It’s Time to Rethink Graffiti Abatement Strategies
Graffiti abatement is a 17 Billion-dollar-a-year industry in the United States. That’s right, 17 BILLION dollars—more than four times the total amount spent on arts funding in 2012 by government, state, and local agencies ($3.58 billion, according to a Grantmakers in the Arts report).
But how much of that 17B is wisely spent? According to an investigative report by NBCBayArea, graffiti cleanup crews in San Jose routinely overcharged for abatement services and/or billed the city for services they never performed. In June 2012, the city outsourced their abatement program to a Los Angeles-based company called Graffiti Protective Coatings, awarding the company a contract worth $3.1 million over five years. GPC received the contract, which paid the company .40 cents for each sq. foot of abatement performed, ostensibly as a cost-saving measure. Yet in the end, taxpayers ended up footing the bill for price-gouging.
The NBCBayArea investigation looked at 25,000 work orders by GPC and found some alarming results: two swings in a city park, whose area measured about one square foot each, were billed for cleanup at 40 square feet – 20 times the actual cost. A utility pole measured at 12 sq. ft was billed at 58 sq. ft. A mailbox was listed as covering 205 sq. ft; 384 stickers on stop signs were billed at 5 sq. ft each.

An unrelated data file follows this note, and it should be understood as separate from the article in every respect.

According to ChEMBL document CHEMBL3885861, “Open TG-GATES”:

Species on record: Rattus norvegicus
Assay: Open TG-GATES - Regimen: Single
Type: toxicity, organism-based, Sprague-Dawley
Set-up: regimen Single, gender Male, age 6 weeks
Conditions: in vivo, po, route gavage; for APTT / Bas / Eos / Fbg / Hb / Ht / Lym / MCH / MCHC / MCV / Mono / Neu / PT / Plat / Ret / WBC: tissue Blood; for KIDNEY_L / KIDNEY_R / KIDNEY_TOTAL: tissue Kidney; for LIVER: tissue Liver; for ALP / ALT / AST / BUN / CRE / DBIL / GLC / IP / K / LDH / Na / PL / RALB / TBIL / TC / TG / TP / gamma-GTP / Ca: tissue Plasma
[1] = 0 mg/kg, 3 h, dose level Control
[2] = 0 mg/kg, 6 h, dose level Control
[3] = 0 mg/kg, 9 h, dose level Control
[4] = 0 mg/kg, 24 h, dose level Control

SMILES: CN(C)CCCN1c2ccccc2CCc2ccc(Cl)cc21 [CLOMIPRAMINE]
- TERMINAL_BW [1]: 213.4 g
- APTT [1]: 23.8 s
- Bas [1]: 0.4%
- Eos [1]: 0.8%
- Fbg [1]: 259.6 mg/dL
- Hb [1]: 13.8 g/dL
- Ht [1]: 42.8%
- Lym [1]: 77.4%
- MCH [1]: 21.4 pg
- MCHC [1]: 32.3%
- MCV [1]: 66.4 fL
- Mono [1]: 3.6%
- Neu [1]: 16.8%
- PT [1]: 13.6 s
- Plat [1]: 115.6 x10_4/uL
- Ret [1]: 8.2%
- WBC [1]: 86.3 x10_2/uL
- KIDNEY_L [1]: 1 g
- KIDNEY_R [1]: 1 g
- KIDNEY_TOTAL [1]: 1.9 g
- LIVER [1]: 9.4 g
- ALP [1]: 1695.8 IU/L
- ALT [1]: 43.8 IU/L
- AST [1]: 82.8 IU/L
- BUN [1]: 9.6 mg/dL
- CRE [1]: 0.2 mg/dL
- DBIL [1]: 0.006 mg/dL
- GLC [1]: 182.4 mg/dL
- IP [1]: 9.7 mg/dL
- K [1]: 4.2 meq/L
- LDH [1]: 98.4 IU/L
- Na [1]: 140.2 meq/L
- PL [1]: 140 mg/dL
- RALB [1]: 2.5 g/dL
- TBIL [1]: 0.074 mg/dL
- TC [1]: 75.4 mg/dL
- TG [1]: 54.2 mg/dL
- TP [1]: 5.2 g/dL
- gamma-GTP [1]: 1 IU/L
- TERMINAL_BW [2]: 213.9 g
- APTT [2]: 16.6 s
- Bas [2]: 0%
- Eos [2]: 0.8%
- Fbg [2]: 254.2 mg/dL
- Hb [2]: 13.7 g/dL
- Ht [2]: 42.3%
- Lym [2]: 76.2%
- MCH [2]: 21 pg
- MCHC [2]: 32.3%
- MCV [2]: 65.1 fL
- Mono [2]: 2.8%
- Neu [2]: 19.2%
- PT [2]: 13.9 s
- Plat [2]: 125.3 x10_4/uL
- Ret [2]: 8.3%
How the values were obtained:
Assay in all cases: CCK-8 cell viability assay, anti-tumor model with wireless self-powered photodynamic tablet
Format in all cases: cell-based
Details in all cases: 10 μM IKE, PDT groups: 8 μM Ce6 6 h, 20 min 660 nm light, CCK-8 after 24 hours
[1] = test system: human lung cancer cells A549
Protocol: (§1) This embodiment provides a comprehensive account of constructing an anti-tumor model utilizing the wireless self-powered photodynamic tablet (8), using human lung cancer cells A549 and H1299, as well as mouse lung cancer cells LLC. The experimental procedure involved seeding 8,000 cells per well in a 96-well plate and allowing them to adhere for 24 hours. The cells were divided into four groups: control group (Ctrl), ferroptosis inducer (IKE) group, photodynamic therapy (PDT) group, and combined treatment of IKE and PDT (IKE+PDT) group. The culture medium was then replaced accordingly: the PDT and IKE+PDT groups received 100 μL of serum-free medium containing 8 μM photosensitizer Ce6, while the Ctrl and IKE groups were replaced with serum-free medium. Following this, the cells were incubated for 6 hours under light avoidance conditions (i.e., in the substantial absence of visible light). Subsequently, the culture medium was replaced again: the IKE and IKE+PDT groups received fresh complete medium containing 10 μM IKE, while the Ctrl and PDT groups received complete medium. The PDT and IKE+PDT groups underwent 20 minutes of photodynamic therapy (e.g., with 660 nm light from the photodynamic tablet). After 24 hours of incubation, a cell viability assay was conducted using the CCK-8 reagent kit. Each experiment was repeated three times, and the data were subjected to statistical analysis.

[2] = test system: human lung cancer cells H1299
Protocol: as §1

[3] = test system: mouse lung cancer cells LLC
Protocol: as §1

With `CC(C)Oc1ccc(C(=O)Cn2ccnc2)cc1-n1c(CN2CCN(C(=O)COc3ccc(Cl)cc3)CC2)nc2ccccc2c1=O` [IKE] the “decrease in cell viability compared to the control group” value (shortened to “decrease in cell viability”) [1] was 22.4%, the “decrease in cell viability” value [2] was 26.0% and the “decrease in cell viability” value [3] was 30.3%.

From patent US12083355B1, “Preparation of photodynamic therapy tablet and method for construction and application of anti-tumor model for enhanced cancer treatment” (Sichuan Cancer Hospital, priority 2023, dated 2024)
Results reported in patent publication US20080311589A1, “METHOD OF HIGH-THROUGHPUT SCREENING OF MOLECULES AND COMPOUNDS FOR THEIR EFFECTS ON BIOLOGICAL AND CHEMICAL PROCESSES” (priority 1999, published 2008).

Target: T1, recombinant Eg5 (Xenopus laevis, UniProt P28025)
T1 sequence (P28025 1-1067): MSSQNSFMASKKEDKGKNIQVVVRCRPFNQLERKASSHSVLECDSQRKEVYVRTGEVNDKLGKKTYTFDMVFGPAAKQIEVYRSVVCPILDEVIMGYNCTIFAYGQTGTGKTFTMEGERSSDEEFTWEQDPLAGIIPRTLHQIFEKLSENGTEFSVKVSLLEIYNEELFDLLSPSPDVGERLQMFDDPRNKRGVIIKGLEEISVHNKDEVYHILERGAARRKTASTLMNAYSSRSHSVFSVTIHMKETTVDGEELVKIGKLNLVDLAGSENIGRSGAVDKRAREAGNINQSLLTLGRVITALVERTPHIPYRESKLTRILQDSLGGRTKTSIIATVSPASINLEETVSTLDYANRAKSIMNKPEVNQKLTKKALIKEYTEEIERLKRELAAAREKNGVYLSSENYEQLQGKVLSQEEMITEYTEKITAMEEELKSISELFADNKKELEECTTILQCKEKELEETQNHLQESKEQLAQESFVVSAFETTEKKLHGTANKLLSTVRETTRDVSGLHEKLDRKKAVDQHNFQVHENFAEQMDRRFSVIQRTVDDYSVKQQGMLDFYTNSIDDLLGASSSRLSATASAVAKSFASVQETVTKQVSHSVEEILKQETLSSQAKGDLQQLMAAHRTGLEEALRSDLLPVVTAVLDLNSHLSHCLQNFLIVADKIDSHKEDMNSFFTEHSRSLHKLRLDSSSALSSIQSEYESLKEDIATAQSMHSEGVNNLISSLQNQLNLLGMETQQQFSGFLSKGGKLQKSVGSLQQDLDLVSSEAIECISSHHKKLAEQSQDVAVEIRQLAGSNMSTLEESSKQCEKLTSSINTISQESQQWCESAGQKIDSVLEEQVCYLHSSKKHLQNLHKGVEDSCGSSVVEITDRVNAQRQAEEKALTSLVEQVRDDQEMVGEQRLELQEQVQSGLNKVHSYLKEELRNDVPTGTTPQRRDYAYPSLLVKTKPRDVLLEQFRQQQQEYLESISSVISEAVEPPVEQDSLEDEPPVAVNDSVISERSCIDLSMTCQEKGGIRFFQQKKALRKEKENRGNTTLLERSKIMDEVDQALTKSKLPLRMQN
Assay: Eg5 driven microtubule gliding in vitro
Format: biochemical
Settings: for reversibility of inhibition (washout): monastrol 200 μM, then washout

Such creative accounting recalls the egregious overbilling of defense contractors like Boeing, who once charged the government $71 for a set of four metal pins which cost just four cents. It’s hard to single out just one company, however, since just about every defense contractor does it; Googling “defense contractor overcharge” brings up more than 55,000 results.
Unlike defense contractors who undergo official Pentagon audits, the abatement industry is subject to little if any financial oversight; when work orders are submitted, few questions are asked by city departments, who typically do not have the resources to investigate these charges, as NBCBayArea did.
And as a recent report out of Houston shows, abatement overcharging isn’t an isolated incident: anti-graffiti crews there routinely charged one hour of labor for as little as two minutes of actual work, a process a reporter called “akin to paying a painter for watching paint dry.” In some instances, abatement crews have been discovered painting graffiti themselves, so that they can then get paid for erasing it.
What’s even more alarming about GPC’s overbilling is that despite the costly abatement efforts, graffiti in San Jose is up. A city-issued report found that instances of graffiti had increased in 7 out of 10 districts in 2012.